Deputies investigate theft of dozens of campaign signs

It appears Ada County may have a non-partisan political sign stealer in Districts 15 and 16. Idaho House candidates Steve Berch and James Silsby report having numerous signs grabbed up Nov. 3, 4, and 5.

Berch, a Democrat, lost to Republican Lynn Luker in District 15.  Silsby, a Republican, lost to Democrat Hy Kloc in District 16.

Both men checked with the Ada County Highway District and Idaho Transportation Department but employees with each agency said they did not take the signs. The candidates also checked with local plastic recycling companies, but no one brought the signs there either.

Both men are now out hundreds of dollars worth of signage.

Berch posted campaign signs along major roads in District 15, including Fairview Avenue, Five Mile Road, Milwaukee Street, and Franklin Road.

Someone took dozens of the plastic signs the night of Nov. 4 but left the metal stakes behind. Berch wasn’t sure how many of the signs were missing but estimated the cost was in excess of $500.

Silsby said he had over 100 signs taken from Nov. 3 to 5. District 16 covers much of northwest Boise and Garden City, including large portions of Chinden Boulevard, State Street, and Glenwood Street, and Veterans Memorial Parkway. Silsby also says he is out over $500 for the cost of those signs.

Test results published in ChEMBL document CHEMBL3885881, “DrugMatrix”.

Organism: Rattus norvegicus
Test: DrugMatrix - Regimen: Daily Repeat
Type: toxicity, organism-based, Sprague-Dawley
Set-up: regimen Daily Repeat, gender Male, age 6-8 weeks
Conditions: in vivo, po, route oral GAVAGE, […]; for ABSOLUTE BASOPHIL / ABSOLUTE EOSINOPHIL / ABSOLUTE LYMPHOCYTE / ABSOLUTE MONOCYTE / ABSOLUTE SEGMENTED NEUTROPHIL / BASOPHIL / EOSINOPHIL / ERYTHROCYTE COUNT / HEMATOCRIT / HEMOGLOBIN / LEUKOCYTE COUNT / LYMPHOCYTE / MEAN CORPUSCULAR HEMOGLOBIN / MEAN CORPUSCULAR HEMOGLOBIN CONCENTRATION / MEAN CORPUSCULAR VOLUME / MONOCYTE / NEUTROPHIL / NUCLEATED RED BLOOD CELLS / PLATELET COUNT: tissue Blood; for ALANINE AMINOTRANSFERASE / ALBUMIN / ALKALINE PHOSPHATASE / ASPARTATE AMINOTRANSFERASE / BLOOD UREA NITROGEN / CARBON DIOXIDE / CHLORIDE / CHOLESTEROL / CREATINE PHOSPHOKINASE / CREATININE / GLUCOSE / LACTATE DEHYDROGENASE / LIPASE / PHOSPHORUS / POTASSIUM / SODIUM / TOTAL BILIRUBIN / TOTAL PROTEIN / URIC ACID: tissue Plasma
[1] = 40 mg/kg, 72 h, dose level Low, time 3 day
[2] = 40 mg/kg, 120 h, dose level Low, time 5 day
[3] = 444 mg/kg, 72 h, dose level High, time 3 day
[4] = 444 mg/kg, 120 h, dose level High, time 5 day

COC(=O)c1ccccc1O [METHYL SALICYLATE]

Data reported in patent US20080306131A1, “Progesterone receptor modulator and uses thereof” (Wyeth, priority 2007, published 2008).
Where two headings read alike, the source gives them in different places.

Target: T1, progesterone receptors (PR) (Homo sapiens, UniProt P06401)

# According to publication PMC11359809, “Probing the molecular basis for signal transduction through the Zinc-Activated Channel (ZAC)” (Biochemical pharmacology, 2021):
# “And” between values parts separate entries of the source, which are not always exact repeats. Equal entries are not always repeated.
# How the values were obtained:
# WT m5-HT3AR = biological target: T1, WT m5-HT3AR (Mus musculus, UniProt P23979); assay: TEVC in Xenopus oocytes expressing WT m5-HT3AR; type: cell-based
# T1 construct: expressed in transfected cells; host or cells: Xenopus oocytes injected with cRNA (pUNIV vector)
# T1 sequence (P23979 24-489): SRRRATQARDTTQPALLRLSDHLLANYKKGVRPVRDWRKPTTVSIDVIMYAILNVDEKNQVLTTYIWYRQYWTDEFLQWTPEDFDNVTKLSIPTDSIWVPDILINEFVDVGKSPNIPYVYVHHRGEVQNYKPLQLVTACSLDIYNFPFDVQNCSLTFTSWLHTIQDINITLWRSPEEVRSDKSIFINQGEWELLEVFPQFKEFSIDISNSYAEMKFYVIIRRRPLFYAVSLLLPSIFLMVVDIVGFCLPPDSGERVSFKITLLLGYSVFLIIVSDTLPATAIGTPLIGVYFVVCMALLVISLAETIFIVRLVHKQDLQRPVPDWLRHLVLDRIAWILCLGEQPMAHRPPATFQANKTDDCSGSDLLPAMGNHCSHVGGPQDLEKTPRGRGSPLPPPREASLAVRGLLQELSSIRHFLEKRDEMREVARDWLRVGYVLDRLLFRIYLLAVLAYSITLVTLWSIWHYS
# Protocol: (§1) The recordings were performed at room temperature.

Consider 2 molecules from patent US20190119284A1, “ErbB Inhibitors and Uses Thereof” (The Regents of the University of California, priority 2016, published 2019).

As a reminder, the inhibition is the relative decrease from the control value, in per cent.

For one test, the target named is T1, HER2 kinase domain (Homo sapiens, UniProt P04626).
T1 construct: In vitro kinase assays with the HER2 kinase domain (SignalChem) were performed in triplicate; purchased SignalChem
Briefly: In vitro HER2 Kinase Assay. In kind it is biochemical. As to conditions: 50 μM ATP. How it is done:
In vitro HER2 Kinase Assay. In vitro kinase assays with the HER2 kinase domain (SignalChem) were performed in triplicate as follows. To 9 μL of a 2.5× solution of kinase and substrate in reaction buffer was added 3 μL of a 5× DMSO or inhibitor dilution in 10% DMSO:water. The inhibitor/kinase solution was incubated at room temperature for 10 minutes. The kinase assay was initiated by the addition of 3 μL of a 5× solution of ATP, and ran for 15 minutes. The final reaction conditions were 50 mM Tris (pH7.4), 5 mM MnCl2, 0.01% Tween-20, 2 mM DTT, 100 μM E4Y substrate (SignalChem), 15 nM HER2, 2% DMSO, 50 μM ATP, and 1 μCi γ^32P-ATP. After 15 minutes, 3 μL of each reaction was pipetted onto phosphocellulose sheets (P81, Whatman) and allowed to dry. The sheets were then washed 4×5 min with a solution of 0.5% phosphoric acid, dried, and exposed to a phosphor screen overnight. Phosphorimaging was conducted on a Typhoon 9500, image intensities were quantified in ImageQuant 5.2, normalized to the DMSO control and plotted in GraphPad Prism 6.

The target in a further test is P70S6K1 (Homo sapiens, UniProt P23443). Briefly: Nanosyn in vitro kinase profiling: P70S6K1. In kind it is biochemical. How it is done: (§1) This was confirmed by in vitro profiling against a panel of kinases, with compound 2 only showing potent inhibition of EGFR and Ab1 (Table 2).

Candidates must remove political signs from the public right-of-way 48 hours after the election is over. All the signs in question were taken before that time was up.

For more information about where and when political signs are  allowed to be in the public right-of-way, go to http://www.achdidaho.org/GC/PoliticalCampaignSignOrdinance.aspx.

Anyone with information should call Ada County dispatch at 377-6790.

18-year-old Boise man arrested for coercing teen girl into sending him nude photos

Ada County Sheriff’s deputies have arrested an 18-year-old Boise man who posed as someone else online to coerce a teenage girl into sending him nude photos last month.

Michael Anthony Hall is charged with three felony counts of sexual exploitation of a child and a charge of theft by extortion in connection with the case.

ACSO deputies began their investigation Oct. 2 after getting a report about telephone harassment — how someone unknown to the girl told her he would put embarrassing information about her on the Internet unless she sent him nude photos.